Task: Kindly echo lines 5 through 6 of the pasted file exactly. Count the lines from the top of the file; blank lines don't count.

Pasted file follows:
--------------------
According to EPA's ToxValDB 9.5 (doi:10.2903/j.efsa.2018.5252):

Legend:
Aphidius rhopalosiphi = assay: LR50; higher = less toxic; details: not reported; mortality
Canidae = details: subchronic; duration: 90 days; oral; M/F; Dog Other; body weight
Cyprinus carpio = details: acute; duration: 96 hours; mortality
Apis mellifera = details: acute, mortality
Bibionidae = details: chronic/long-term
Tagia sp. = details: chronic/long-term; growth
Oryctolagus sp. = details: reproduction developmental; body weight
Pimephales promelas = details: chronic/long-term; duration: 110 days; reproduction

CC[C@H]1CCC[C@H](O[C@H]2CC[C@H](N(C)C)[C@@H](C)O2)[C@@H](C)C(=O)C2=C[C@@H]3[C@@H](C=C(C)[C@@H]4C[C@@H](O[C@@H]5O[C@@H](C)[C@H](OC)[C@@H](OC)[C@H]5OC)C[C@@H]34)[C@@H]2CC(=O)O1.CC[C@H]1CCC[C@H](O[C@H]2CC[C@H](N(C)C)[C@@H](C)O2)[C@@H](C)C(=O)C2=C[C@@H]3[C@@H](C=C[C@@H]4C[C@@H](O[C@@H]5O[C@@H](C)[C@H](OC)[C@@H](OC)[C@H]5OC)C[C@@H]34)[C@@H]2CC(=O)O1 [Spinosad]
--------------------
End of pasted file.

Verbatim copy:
Cyprinus carpio = details: acute; duration: 96 hours; mortality
Apis mellifera = details: acute, mortality